2019 WL 400155, at *2 (M.D. Fla. Jan. 31, 2019).
present purposes, certain background facts are
established. Defendant Carl Chase is the Chief
Executive Officer of C & L Towing and Transport LLC
(“C & L”) (Doc. 76-2 at ¶ 2). C & L
provides motor vehicle transportation and heavy equipment
hauling for compensation. (Id., ¶ 13).
Plaintiffs working for C & L as tow truck drivers drove
trucks weighing 10, 001 pounds or more, towing vehicles and
equipment (Id., ¶ 12). And, the drivers were
paid on commission and in cash (Doc. 79-1 at pp. 58, 108).
Most of the remaining material facts are in dispute.
present five arguments in support of their motion: (1) that
Plaintiffs are not similarly situated; (2) the Motor Carrier
Act (“MCA”) exemption to the FLSA applies to bar
relief to Plaintiffs; (3) Plaintiffs were independent
contractors and not employees; (4) Plaintiffs cannot
establish damages; and (5) Plaintiffs' damages are
limited by the statute of limitations.
argue that Plaintiffs are not similarly situated and do not
fall within the certified class as “Mr. Ridenour
testified very clearly that he was ‘not a tow truck
driver'” (citing “Depo, 18:8-12”) and
“Mr. Burton worked for Defendant as a diesel
mechanic.” Contrary to Defendants' assertion, Mr.
Ridenour did not “testify” in a deposition.
Defendants tendered his Unsworn Statement in which he gave
his title as “Diesel mechanic and road service, ”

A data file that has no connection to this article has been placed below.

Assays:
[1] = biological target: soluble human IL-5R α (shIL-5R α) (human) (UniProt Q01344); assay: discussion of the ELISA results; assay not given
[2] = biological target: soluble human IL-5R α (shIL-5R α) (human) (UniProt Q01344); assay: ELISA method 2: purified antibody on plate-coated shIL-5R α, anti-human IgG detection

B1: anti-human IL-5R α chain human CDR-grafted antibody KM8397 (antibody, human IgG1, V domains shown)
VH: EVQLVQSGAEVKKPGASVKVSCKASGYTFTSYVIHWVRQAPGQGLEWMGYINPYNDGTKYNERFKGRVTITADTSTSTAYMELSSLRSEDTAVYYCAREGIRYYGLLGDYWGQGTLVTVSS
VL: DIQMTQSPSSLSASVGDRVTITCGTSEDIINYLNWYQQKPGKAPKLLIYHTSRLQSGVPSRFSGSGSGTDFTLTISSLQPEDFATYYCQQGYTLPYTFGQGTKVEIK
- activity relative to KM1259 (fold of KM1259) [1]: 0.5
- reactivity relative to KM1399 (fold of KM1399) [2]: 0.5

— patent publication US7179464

explaining that he worked 60 to 80 hours a week for C & L
(Doc. 76-7). The cited lines in his statement read:
I wasn't a tow truck driver. I wasn't a mechanic. I
was the guy who was asked to do whatever needed to be done,
and that didn't matter what it was. If something needed
to be taken care of there, I would take care of it.
(Doc. 76-7 at p. 18, lines 8-12).
in his deposition, Mr. Burton testified:
Q.Â· Â·What was your job title?
A.· ·I would say that the job that I had really
didn't -- you couldn't envelope it into a single
Q.· ·Would you --
A.· ·I mean, you could say I was a diesel
mechanic, but it covered so many other things that it's
not really an accurate description.
Q.· ·While working for C&L, did you ever
work as a tow truck driver?
Q.· ·For how long did you work as a tow truck
driver with C&L?
A.· ·From when my license was reinstated until
my employment was terminated.
Q.· ·When was your license reinstated?
A.· ·Five years ago.
Q.· ·What -- what percentage of your job was
acting as a mechanic and what percentage of it was acting ...